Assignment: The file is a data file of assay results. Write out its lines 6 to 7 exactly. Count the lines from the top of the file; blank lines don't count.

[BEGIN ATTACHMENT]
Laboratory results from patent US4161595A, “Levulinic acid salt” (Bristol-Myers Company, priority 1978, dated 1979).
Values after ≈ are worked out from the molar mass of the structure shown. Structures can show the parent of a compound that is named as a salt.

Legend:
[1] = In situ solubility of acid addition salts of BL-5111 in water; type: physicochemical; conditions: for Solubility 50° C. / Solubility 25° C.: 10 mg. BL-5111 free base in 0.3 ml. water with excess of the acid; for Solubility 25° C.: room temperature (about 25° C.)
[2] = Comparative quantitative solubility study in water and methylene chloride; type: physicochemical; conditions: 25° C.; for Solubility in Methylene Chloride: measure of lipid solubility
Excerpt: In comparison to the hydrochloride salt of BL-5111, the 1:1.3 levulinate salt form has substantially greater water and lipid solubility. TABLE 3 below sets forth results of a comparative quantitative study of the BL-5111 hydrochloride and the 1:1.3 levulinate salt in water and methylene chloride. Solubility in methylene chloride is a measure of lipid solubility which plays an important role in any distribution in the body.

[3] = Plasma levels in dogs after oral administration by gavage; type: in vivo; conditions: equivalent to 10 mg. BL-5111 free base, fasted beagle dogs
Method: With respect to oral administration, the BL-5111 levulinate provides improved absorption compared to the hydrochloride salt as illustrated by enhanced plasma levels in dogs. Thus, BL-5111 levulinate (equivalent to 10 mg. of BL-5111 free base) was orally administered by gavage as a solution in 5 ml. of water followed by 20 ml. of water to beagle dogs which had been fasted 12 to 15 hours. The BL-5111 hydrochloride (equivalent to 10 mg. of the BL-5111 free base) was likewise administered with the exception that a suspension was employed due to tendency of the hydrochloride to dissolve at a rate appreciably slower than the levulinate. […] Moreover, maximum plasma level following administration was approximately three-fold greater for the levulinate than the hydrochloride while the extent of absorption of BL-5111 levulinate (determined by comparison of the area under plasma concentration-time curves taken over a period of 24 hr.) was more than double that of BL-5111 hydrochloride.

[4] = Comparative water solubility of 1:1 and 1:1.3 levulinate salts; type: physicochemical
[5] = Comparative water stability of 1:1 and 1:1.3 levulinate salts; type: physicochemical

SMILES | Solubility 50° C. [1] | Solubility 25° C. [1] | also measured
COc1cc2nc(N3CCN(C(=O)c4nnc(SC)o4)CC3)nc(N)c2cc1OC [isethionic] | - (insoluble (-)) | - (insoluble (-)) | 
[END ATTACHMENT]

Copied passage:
Excerpt: In comparison to the hydrochloride salt of BL-5111, the 1:1.3 levulinate salt form has substantially greater water and lipid solubility. TABLE 3 below sets forth results of a comparative quantitative study of the BL-5111 hydrochloride and the 1:1.3 levulinate salt in water and methylene chloride. Solubility in methylene chloride is a measure of lipid solubility which plays an important role in any distribution in the body.

[3] = Plasma levels in dogs after oral administration by gavage; type: in vivo; conditions: equivalent to 10 mg. BL-5111 free base, fasted beagle dogs